Hockey Gods



Uploaded By: PRESIDENT on January 26th, 2016

Royal Montreal Hockey Club / Montreal Royals
Memorial Cup Champions 1949
George Richardson Memorial Trophy Champions 1949
Norman Dahl Memorial Trophy
JAMA Trophy

Team Roster
Eric Appleby, Gordon Armstrong, Matthew Benoit, Robert "Bobby" Bleau, Fred "Skippy" Burchell, Mike Darling, Victor Fildes, Robert Frampton, John "Bert" Hirschfeld, Gordon Knutson, Neale Langill, Peter Larocque, Tommy Manastersky, Dickie Moore, William "Bill" Rattay, Donald Rose, Roland "Rolly" Rousseau

Coach - J. T. Millar
Manager - Frank J. Selke
General Manager - Gus Olgilvie
Junior Manager - R. M. Ferguson
President - Ernie Hamilton
Honorary President - Donat Raymond
Director - William Northey
Director - Walter Wells
Trainer - J. Cadger

Montreal won their 1st Memorial Cup, defeating the Brandon Wheat Kings 4 games to 3, with 1 tied game.
All games were held at Shea's Amphitheatre in Winnipeg, Manitoba and the Wheat City Arena in Brandon, Manitoba.

Game 1: Montreal 3-2 Brandon (in Winnipeg)
Game 2: Brandon 3-2 Montreal (in Brandon)
Game 3: Brandon 3-3 Montreal (in Brandon) (tie)
Game 4: Montreal 1-0 Brandon (in Winnipeg)
Game 5: Montreal 7-4 Brandon (in Brandon)
Game 6: Brandon 2-1 Montreal (in Brandon)
Game 7: Brandon 5-1 Montreal (in Brandon)
Game 8: Montreal 6-4 Brandon (in Winnipeg)

The Royals left Montreal on April 26 and headed for Brandon, knowing full well that Quebec had never been home to a Memorial Cup champion. They were only the second Quebec team in 31 years to advance this far.
"We have something the west has yet to see -- a gang of the fightingest, never-say-die bunch of kids that ever came out of Quebec,” Millar said.
Montreal's top line featured Gordie Knutson, Matt Benoit and Moore, who was nicknamed Chirpy. A second line comprised Herschfeld, Neal Langill and Frampton, with Burchell, Gordie Armstrong and Bill Rattray on the third line. Manastersky, Rousseau, Vic Fildes and Lou Appleby patrolled the blue line in front of Bleau.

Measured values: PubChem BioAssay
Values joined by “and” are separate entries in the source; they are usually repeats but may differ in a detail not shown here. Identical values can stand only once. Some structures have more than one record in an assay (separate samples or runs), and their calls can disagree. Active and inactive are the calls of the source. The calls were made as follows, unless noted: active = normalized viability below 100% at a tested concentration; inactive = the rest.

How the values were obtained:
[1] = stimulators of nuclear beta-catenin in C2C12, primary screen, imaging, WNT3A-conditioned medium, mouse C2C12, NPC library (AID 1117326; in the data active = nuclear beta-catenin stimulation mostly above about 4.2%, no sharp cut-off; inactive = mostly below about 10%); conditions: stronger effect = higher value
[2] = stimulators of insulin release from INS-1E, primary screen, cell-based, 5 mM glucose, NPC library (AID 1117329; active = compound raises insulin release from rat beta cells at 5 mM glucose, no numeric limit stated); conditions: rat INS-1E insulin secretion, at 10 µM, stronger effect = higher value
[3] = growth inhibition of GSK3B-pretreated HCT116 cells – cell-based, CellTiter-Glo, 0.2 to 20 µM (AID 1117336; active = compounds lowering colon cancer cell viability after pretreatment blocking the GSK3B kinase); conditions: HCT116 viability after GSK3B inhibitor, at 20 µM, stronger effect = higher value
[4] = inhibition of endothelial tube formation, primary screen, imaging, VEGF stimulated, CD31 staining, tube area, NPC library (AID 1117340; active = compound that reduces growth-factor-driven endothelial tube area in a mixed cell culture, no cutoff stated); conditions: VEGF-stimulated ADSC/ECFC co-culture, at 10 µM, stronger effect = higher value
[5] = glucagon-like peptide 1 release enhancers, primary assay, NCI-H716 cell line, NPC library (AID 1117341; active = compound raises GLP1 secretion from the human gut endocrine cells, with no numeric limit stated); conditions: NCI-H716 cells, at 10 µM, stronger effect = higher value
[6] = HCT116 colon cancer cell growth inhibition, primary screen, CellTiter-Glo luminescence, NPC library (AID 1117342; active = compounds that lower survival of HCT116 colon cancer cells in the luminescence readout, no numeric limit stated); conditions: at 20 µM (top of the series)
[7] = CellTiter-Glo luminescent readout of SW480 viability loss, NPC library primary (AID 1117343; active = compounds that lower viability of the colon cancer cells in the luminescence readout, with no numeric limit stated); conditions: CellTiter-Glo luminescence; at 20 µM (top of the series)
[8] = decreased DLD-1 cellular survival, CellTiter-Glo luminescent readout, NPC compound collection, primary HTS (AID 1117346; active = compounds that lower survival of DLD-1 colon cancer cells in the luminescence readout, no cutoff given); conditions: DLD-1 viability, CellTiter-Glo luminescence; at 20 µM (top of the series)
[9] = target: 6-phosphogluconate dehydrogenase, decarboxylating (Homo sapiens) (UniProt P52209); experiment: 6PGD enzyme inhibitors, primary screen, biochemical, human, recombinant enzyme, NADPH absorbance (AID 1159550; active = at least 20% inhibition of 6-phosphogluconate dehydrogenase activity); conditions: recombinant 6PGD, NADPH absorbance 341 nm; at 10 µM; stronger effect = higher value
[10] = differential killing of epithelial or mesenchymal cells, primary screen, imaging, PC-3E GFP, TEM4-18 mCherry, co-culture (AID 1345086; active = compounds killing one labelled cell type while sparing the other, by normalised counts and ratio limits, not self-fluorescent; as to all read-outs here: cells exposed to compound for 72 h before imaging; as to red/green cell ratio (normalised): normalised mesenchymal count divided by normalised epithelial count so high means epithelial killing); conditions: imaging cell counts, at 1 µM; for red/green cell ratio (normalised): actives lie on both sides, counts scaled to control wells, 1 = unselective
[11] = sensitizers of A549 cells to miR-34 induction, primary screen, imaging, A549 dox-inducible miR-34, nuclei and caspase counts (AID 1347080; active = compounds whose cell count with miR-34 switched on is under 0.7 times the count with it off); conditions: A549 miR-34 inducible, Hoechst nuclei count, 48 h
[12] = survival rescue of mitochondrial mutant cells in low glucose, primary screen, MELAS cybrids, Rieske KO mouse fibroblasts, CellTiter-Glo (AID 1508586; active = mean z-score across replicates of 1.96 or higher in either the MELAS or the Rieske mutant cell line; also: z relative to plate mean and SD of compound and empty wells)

The Wheat Kings used Crozier, Bill Allison, Chrystal and Johnny McLean on defence. King, Walt Pawlyshyn and Mac Beaton played on one line, with Alf Francis, Jack McKenzie and Sonmor on another. A third line featured Abbott, Brian Roche and Angus Juckes.
The final, a best-of-seven affair, opened on April 28 at the Winnipeg Amphitheatre. When it began, no one could have known that this would turn into one of the great series in hockey playoff history.
The teams would end up playing eight games in what was to have been a best-of-seven series. One game would end in a tie. Four games would be decided by one goal, two by two goals and the other by four.
Some of the games were carried on CBC Radio, with the legendary Foster Hewitt calling the play. Jim Keilback, whose son Curt would later call the play for games involving the NHL's Winnipeg Jets and Phoenix Coyotes, did the same on Brandon radio station CKX.
There were more than 5,000 fans on hand for the opener, won 3-2 by the Royals.
Burchell and Menoit gave Montreal a 2-0 first-period lead, only to have Brandon tie it in the second on goals by Beaton and Juckes.
Montreal won it in the third when Herschfeld's short shot was deflected past Frederick.
This was a grueling, hard-hitting affair that featured 17 minor penalties and a misconduct. The game was delayed for four minutes in the third period when fans littered the ice with peanuts and programs, and one fan was ejected for throwing a bottle onto the ice in reaction to a penalty that was given to Chrystal.
When it was over the Wheat Kings were concerned about the condition of Abbott. He came into the series on a bum knee and then hurt it more when he crashed into the boards. Mike Duban of Portage la Prairie would dress in Abbott's place for the next game.
The series shifted to Brandon for Game 2 on April 30.
Frederick's brilliant goaltending and two goals from McKenzie sparked Brandon to a 3-2 victory before more than 4,700 fans. The loss ended Montreal's winning streak at 14 games.
Benoit and King exchanged first-period goals, and McKenzie and Rousseau did the same in the second period.
That set the stage for McKenzie to win it midway through the third.
"McKenzie slapped Alf Francis' passout into the Montreal cage,” The Canadian Press reported. "Bleau caught a piece of the wobbling shot but couldn't hold it.”
Prior to Game 3, The Canadian Press reported that Abbott's knee was responding to treatment (although he would miss a second straight game) and that "bookies are finding customers hard to locate . . . Bettors on the contest are few and far between . . . They report money sent to Montreal for even-bets was returned without a taker.”
The third game, played in Brandon before more than 4,800 fans, ended in a 3-3 overtime tie.
Montreal led 1-0 after the first period on a goal by Moore. Brandon then scored three straight in the second period -- King, Juckes and Pawlyshyn finding the range -- only to wilt in the third as Montreal tied it on two goals by Knutson.
The overtime period was scoreless.
Each team had 40 shots on goal and both goaltenders, Frederick and Bleau, continued at the top of their games.
Still, Millar wasn't impressed.